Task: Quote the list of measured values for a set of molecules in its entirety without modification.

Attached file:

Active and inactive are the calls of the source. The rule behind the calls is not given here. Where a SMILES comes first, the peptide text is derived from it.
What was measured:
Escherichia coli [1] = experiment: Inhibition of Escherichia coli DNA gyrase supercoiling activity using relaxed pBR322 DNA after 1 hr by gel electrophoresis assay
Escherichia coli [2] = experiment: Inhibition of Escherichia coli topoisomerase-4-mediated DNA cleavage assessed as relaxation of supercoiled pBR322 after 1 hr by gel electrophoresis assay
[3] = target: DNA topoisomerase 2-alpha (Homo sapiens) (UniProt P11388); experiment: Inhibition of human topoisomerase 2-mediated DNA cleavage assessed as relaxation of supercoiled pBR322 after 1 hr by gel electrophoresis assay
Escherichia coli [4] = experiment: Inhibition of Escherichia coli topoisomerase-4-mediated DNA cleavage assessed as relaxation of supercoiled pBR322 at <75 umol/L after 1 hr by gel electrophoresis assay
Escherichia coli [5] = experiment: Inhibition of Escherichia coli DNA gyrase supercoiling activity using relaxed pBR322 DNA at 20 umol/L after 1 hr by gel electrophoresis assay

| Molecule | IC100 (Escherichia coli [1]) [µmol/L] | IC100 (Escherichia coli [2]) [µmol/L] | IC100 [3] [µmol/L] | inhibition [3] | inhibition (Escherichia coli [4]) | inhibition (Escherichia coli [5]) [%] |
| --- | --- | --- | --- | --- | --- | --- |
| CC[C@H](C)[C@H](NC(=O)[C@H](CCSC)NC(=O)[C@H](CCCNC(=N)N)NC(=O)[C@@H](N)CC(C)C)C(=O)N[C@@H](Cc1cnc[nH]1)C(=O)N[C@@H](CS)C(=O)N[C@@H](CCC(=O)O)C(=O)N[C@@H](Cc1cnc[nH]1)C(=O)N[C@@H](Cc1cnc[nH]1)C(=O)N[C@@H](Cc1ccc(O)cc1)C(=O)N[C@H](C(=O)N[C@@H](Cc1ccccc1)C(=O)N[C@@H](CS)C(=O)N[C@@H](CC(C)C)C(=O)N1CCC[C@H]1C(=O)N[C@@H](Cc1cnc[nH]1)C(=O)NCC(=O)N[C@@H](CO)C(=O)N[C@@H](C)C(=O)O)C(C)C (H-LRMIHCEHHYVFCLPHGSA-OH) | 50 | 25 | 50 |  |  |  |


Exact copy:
Active and inactive are the calls of the source. The rule behind the calls is not given here. Where a SMILES comes first, the peptide text is derived from it.
What was measured:
Escherichia coli [1] = experiment: Inhibition of Escherichia coli DNA gyrase supercoiling activity using relaxed pBR322 DNA after 1 hr by gel electrophoresis assay
Escherichia coli [2] = experiment: Inhibition of Escherichia coli topoisomerase-4-mediated DNA cleavage assessed as relaxation of supercoiled pBR322 after 1 hr by gel electrophoresis assay
[3] = target: DNA topoisomerase 2-alpha (Homo sapiens) (UniProt P11388); experiment: Inhibition of human topoisomerase 2-mediated DNA cleavage assessed as relaxation of supercoiled pBR322 after 1 hr by gel electrophoresis assay
Escherichia coli [4] = experiment: Inhibition of Escherichia coli topoisomerase-4-mediated DNA cleavage assessed as relaxation of supercoiled pBR322 at <75 umol/L after 1 hr by gel electrophoresis assay
Escherichia coli [5] = experiment: Inhibition of Escherichia coli DNA gyrase supercoiling activity using relaxed pBR322 DNA at 20 umol/L after 1 hr by gel electrophoresis assay

| Molecule | IC100 (Escherichia coli [1]) [µmol/L] | IC100 (Escherichia coli [2]) [µmol/L] | IC100 [3] [µmol/L] | inhibition [3] | inhibition (Escherichia coli [4]) | inhibition (Escherichia coli [5]) [%] |
| --- | --- | --- | --- | --- | --- | --- |
| CC[C@H](C)[C@H](NC(=O)[C@H](CCSC)NC(=O)[C@H](CCCNC(=N)N)NC(=O)[C@@H](N)CC(C)C)C(=O)N[C@@H](Cc1cnc[nH]1)C(=O)N[C@@H](CS)C(=O)N[C@@H](CCC(=O)O)C(=O)N[C@@H](Cc1cnc[nH]1)C(=O)N[C@@H](Cc1cnc[nH]1)C(=O)N[C@@H](Cc1ccc(O)cc1)C(=O)N[C@H](C(=O)N[C@@H](Cc1ccccc1)C(=O)N[C@@H](CS)C(=O)N[C@@H](CC(C)C)C(=O)N1CCC[C@H]1C(=O)N[C@@H](Cc1cnc[nH]1)C(=O)NCC(=O)N[C@@H](CO)C(=O)N[C@@H](C)C(=O)O)C(C)C (H-LRMIHCEHHYVFCLPHGSA-OH) | 50 | 25 | 50 |  |  |  |